For Transgender Woman, State Motto Means Being Able to ‘Live Free’ As Her True Self February 22, 2018

For Jillian Leigh of Portsmouth, one of the best things about New Hampshire—and a reason why she moved here from Massachusetts many years ago—is the state’s motto: “Live free or Die.”

“Because freedom is more important than anything,” she says, “and that includes being free to be your true self.”

For Jillian and other transgender people, being able to live as her “true self” is something that has taken her a lifetime to be able to do safely, even though she knew “instinctively” as a child that she “should have been the other gender,” instead of the boy she was raised as.

That was a point she made to lawmakers during the Judiciary Committee hearings on HB 1319, legislation that would update New Hampshire’s non-discrimination law to explicitly protect transgender people in employment, housing and public accommodations like restaurants, retail shops and hospitals.

“For many transgender folks, the only choice, other than transitioning, is to live a life of misery.”

“Some people have tried to convince this committee that being transgender is a choice. They might mean well, but, with all due respect, they don’t know what they’re talking about,” she testified.

“For many transgender folks, the only choice, other than transitioning, is to live a life of misery.”

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For many years, Jillian thought she was alone in how she felt. She buried her true self—her feminine self—because she didn’t want it to impact her marriage or her children.

“Those of us who choose to transition know that we risk everything—our marriages, our relationships with our children, our families, our friends, our jobs and careers, our financial stability, everything,” she says.

But eventually she couldn’t deny it anymore. She said many years of therapy, prayer, and exerting all her willpower never got rid of that feeling she’d felt her own life: That her body don’t match how she felt inside. So she hopped on a plane to Atlanta, to attend the annual Southern Comfort Transgender Conference, where transgender people can meet each other and build community.

“When you’re in hiding, and you’re not part of any community, you tend to think you’re one of the few. Then you realize that there’s millions of us, and that we’re hardwired this way.”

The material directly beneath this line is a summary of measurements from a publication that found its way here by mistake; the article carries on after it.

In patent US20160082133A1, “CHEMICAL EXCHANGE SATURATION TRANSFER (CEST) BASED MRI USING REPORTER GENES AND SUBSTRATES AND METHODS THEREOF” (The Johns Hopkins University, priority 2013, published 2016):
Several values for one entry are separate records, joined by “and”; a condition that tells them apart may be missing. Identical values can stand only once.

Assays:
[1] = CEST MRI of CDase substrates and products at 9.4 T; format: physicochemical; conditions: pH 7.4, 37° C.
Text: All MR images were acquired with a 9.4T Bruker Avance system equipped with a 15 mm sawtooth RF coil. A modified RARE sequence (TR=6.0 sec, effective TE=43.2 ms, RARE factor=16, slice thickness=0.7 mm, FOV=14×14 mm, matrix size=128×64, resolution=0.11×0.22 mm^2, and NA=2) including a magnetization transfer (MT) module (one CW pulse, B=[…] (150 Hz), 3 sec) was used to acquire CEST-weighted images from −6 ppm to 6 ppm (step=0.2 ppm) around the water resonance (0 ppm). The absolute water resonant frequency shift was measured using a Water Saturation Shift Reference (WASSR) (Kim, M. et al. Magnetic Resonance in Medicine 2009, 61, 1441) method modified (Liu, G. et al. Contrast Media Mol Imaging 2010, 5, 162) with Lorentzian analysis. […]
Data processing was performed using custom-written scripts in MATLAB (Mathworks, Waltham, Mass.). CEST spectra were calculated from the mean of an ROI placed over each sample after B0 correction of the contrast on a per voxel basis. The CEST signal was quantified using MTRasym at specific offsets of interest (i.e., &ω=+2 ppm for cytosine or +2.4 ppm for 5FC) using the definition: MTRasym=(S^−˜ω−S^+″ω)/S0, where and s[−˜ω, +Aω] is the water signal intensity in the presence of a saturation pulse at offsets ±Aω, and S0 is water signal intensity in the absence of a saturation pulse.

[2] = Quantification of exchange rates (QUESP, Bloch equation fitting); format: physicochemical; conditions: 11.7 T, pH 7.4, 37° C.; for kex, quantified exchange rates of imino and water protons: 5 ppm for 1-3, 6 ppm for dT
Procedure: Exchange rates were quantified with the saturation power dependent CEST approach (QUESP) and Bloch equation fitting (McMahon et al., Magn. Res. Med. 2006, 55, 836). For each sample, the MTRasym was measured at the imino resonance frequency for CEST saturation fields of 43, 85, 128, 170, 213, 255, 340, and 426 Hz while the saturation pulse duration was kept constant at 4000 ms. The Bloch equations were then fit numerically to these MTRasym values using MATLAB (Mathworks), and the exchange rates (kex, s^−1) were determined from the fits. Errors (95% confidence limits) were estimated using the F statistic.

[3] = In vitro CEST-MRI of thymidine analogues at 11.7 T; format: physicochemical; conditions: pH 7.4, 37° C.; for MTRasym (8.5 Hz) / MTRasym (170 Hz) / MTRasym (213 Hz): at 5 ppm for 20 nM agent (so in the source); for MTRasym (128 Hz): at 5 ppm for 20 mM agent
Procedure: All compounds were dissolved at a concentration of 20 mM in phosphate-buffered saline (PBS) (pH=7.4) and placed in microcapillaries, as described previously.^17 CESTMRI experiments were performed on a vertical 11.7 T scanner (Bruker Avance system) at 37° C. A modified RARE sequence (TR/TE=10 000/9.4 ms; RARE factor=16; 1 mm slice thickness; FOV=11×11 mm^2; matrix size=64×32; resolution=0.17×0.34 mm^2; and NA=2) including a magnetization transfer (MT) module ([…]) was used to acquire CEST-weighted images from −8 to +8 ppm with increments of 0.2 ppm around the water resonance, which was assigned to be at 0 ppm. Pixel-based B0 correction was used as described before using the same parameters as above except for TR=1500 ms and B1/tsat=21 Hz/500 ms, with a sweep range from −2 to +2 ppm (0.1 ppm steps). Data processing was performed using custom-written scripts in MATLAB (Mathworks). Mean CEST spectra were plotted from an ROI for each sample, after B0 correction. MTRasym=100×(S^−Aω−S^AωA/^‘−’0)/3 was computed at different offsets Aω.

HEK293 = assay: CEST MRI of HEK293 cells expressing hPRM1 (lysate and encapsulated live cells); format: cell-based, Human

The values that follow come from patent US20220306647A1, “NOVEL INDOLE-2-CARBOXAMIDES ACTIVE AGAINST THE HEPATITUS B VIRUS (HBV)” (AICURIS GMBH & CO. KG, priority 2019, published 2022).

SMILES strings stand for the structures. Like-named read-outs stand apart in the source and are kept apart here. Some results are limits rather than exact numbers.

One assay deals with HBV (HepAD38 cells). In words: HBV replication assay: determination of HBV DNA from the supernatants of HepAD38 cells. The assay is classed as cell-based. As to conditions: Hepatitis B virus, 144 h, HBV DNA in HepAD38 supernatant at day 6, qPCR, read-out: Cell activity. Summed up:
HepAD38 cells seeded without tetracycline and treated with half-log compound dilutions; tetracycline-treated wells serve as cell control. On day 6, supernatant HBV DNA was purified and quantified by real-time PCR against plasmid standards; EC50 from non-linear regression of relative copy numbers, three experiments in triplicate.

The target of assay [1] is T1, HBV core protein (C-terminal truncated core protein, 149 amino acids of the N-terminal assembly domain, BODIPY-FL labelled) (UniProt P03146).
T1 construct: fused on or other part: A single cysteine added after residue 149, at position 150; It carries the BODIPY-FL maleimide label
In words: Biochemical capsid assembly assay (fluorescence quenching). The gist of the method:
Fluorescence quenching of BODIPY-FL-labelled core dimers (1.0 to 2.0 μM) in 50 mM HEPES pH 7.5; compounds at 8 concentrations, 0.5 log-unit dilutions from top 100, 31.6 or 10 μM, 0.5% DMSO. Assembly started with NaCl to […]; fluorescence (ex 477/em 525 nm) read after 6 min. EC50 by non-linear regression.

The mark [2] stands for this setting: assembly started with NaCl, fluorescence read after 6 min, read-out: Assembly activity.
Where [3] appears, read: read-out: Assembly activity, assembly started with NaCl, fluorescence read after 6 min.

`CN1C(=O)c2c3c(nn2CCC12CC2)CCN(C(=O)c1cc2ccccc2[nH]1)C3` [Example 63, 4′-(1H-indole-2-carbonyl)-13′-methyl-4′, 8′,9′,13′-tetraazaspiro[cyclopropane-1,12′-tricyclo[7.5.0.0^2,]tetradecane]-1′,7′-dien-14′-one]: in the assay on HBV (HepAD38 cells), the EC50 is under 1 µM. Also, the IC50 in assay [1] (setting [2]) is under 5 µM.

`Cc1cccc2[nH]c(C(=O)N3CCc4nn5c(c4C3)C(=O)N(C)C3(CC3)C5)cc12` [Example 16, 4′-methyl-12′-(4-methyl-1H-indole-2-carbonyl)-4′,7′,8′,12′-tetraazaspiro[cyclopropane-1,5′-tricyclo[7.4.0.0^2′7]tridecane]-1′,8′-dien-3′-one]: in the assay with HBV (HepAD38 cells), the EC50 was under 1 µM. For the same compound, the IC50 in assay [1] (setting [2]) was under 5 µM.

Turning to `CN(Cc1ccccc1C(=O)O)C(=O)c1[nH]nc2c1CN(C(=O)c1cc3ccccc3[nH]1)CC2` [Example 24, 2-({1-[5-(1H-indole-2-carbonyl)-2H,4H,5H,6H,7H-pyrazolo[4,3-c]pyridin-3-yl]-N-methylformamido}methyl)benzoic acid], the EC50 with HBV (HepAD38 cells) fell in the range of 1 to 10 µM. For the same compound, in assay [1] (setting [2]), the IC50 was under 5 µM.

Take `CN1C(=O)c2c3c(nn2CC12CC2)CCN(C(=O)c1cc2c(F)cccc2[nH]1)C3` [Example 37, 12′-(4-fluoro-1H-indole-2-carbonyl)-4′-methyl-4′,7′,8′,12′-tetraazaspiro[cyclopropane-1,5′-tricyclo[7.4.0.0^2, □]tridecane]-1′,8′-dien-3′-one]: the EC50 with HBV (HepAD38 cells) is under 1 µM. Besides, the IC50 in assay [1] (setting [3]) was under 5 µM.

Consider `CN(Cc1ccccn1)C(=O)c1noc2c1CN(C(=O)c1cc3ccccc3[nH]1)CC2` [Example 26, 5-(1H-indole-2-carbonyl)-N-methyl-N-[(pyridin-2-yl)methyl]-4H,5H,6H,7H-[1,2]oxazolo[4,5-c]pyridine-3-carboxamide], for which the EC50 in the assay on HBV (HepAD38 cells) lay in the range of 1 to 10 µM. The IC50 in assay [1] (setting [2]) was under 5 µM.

There, her world changed.

“When you’re in hiding, and you’re not part of any community, you tend to think you’re one of the few. Then you realize that there’s millions of us, and that we’re hardwired this way,” she says.

“You come to that realization, and you allow yourself to be who you are. “Then, if you’re like me, you find out that who you should have been is the opposite gender.”

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Today, Jillian is able to live as the woman she knows herself to be, and is happier than she’s ever been. She continues to pursue her career as a consultant and fundraiser for non-profits.

But that life has come at some cost. Because New Hampshire has no explicit nondiscrimination protections for transgender people, living as her true self has opened Jillian to the possibility of being discriminated against.

That’s why Jillian is doing everything she can to ensure that HB1319 passes. And she’s not just doing it for herself. Sometimes she worries that her daughter could be targeted for bullying or harassment because her parent is transgender—or if she herself doesn’t conform to traditional gender roles.

“The transgender adults who have transitioned and then been kicked out of their apartments, or fired from their jobs, they can’t wait. And the transgender kids and adults in New Hampshire who are contemplating suicide, today, they absolutely can’t wait.”

Jillian also knows many transgender people who have been fired from their jobs or denied housing, just for being who they are. They can’t wait any longer for these protections. And the transgender children growing up today deserve to know they’ll have the same opportunities as their peers.

“The transgender adults who have transitioned and then been kicked out of their apartments, or fired from their jobs, they can’t wait,” she told lawmakers during her testimony. “And the transgender kids and adults in New Hampshire who are contemplating suicide, today, they absolutely can’t wait.”

“I’ve met so many great people in this community, and so many allies—gay and lesbian allies, parents of transgender children, clergy, police chiefs, teachers—it’s been incredibly gratifying. We’re on the right track.”

Whether or not transgender people will continue to face discrimination that makes it harder for them to work, put a roof over their heads and participate in public life is up to lawmakers now. But Jillian has seen the rapid growth in support for these protections, and that makes her hopeful.

“I’ve met so many great people in this community, and so many allies—gay and lesbian allies, parents of transgender children, clergy, police chiefs, teachers—it’s been incredibly gratifying. We’re on the right track.”